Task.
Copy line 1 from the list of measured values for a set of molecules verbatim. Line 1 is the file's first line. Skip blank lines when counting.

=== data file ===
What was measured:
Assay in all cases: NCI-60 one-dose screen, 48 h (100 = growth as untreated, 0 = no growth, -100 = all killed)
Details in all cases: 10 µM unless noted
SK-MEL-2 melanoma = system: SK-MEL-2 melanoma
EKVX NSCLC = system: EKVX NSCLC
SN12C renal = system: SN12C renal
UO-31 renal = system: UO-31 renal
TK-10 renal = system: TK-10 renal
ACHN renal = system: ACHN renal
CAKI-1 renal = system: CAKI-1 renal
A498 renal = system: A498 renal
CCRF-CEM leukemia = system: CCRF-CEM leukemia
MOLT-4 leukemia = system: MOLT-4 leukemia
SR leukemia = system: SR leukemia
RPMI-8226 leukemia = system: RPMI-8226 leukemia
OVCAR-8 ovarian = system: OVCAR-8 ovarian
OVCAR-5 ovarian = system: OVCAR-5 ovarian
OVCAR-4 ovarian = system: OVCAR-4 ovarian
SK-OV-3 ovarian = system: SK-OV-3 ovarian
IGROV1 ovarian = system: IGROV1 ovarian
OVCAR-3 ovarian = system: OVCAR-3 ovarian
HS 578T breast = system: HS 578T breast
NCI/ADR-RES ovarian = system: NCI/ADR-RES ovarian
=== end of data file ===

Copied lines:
What was measured: